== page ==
Businesses of all sizes are finding avenues to use the Internet to market their products. One of the more recent trends, especially for smaller businesses, is the use of Internet auction sites for both sale and purchase of products.
Types of Internet Auctions
There are two main types of Internet auctions. In an ascending price auction (often referred to as a “forward” or “English” auction); a seller puts up product for sale on the seller’s own site or an Internet “marketplace” site, and bidders place bids in ascending amounts. After a pre-determined time, the top bidder pays the seller, completes the transaction and the product is shipped. Ebay.com could be considered an ascending price auction site.
In a descending price auction (often referred to as a “reverse” or “Dutch” auction), a buyer announces its product needs on its own or an Internet “marketplace” site and sellers submit their lowest price. After a pre-determined time, the seller selects the lowest bid, completes the transaction and the product is shipped.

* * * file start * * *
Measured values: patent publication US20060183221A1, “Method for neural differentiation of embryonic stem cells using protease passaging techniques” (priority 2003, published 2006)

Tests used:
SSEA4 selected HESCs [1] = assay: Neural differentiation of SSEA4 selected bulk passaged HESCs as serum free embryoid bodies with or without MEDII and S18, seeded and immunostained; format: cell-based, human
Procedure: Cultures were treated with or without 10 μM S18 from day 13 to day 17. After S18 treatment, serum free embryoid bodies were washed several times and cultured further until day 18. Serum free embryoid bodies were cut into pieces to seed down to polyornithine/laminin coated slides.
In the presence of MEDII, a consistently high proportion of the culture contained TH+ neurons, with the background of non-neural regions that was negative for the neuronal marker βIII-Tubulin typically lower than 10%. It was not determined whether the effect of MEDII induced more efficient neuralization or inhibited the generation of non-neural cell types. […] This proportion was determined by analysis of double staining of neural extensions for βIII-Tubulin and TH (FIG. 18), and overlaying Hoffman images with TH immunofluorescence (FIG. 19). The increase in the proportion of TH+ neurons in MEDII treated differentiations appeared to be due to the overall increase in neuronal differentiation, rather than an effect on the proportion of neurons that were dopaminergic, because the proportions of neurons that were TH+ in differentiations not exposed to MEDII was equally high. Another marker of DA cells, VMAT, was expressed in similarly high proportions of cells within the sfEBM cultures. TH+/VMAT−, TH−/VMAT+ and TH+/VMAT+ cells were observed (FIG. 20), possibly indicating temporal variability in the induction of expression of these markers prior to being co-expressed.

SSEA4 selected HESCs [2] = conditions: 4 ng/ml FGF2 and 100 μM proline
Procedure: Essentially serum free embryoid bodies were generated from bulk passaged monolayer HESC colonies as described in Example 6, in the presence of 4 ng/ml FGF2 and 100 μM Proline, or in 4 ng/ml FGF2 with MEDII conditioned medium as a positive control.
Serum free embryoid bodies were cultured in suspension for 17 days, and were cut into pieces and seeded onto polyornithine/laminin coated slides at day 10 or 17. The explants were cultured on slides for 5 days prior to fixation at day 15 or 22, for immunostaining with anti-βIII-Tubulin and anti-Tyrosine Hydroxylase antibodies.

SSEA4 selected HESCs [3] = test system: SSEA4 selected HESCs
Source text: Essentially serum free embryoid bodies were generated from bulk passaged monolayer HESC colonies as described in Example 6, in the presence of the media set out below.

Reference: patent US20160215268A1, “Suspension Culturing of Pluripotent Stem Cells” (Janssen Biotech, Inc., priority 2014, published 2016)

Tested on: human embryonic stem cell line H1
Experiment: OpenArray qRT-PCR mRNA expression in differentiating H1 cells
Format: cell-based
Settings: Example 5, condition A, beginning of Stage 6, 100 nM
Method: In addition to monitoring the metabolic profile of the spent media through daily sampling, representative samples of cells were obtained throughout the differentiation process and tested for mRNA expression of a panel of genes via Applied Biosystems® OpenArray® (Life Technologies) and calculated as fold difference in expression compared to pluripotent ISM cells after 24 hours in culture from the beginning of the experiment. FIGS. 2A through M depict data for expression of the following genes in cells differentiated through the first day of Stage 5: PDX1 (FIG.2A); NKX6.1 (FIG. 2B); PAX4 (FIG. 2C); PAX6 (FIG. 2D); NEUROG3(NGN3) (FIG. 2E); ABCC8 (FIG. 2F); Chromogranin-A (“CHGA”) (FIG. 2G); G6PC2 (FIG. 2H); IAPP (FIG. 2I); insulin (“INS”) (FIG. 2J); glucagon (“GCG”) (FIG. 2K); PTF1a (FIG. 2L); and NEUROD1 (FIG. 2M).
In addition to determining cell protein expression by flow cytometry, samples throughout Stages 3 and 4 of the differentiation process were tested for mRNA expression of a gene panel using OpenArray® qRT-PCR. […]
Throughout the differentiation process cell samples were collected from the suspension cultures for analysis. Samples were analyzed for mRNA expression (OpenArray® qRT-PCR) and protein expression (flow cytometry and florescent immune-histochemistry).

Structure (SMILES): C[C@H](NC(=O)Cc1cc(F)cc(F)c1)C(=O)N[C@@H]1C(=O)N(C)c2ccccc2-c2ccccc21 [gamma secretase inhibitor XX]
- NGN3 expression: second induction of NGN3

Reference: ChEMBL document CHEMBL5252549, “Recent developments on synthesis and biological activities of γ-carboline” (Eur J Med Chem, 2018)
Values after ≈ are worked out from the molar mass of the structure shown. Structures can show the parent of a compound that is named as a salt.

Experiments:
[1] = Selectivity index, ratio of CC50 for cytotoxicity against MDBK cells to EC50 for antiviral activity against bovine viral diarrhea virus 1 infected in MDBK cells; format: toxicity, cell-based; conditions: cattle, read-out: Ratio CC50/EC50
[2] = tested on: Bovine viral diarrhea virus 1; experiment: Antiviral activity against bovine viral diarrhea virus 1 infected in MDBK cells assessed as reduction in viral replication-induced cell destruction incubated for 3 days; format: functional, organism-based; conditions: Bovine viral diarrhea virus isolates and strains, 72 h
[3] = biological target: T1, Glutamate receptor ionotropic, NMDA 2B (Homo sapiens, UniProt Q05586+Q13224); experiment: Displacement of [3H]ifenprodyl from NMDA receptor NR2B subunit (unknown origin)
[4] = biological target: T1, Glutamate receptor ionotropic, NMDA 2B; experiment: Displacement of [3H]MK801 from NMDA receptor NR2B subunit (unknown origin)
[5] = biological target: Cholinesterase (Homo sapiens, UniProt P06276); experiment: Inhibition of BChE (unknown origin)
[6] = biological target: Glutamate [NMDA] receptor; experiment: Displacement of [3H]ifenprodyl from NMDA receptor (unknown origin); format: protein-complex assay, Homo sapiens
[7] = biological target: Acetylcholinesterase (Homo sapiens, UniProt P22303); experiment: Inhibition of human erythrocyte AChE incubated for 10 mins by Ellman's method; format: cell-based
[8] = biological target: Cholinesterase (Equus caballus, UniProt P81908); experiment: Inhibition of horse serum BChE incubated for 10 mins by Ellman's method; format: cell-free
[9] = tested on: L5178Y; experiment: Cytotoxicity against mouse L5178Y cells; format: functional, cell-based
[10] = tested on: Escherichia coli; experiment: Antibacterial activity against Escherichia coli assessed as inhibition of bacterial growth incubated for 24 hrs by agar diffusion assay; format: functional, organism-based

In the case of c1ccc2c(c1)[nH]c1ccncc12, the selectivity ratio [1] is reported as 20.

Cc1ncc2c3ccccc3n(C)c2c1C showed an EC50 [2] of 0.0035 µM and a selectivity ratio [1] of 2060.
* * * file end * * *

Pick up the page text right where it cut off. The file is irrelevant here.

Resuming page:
Auction Seller and Buyer Rules
Most auction sites have a method whereby buyers can rate sellers and sellers can rate buyers. Sellers are prohibited from placing false testimonials in their auctions. Sellers must also refrain from placing bids on their own products to increase the price. As reported on the Federal Trade Commission’s web site, “(t)hese practices are not only unethical, they’re also fraudulent.” Sellers also may not offer illegal items through Internet Auctions. The Federal Trade Commission provides additional details to protect sellers and buyers on their website.